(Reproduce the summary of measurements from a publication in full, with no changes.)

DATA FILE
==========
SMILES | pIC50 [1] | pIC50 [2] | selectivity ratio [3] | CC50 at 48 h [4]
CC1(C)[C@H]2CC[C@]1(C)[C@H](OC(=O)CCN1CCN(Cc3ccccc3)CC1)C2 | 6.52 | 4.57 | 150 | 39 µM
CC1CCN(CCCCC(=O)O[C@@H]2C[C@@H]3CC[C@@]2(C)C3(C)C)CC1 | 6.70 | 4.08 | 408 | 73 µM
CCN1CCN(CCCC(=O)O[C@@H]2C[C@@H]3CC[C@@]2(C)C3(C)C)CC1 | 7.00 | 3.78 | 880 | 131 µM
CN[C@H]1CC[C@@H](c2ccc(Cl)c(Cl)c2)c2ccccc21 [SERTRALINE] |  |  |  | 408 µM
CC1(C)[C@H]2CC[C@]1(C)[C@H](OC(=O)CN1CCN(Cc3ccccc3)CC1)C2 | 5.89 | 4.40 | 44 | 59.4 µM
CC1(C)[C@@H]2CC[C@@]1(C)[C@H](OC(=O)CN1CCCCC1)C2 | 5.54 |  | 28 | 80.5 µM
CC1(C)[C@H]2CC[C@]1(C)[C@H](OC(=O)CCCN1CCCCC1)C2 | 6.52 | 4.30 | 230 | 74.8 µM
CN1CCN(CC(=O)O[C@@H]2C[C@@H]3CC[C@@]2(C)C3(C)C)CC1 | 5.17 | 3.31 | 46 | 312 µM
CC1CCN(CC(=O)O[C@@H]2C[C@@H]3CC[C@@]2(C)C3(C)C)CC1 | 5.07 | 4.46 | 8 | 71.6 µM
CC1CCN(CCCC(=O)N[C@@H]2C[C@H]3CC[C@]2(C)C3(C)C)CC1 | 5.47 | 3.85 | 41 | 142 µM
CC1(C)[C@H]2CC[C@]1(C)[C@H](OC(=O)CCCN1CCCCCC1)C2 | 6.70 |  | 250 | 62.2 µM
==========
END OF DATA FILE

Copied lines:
SMILES | pIC50 [1] | pIC50 [2] | selectivity ratio [3] | CC50 at 48 h [4]
CC1(C)[C@H]2CC[C@]1(C)[C@H](OC(=O)CCN1CCN(Cc3ccccc3)CC1)C2 | 6.52 | 4.57 | 150 | 39 µM
CC1CCN(CCCCC(=O)O[C@@H]2C[C@@H]3CC[C@@]2(C)C3(C)C)CC1 | 6.70 | 4.08 | 408 | 73 µM
CCN1CCN(CCCC(=O)O[C@@H]2C[C@@H]3CC[C@@]2(C)C3(C)C)CC1 | 7.00 | 3.78 | 880 | 131 µM
CN[C@H]1CC[C@@H](c2ccc(Cl)c(Cl)c2)c2ccccc21 [SERTRALINE] |  |  |  | 408 µM
CC1(C)[C@H]2CC[C@]1(C)[C@H](OC(=O)CN1CCN(Cc3ccccc3)CC1)C2 | 5.89 | 4.40 | 44 | 59.4 µM
CC1(C)[C@@H]2CC[C@@]1(C)[C@H](OC(=O)CN1CCCCC1)C2 | 5.54 |  | 28 | 80.5 µM
CC1(C)[C@H]2CC[C@]1(C)[C@H](OC(=O)CCCN1CCCCC1)C2 | 6.52 | 4.30 | 230 | 74.8 µM
CN1CCN(CC(=O)O[C@@H]2C[C@@H]3CC[C@@]2(C)C3(C)C)CC1 | 5.17 | 3.31 | 46 | 312 µM
CC1CCN(CC(=O)O[C@@H]2C[C@@H]3CC[C@@]2(C)C3(C)C)CC1 | 5.07 | 4.46 | 8 | 71.6 µM
CC1CCN(CCCC(=O)N[C@@H]2C[C@H]3CC[C@]2(C)C3(C)C)CC1 | 5.47 | 3.85 | 41 | 142 µM
CC1(C)[C@H]2CC[C@]1(C)[C@H](OC(=O)CCCN1CCCCCC1)C2 | 6.70 |  | 250 | 62.2 µM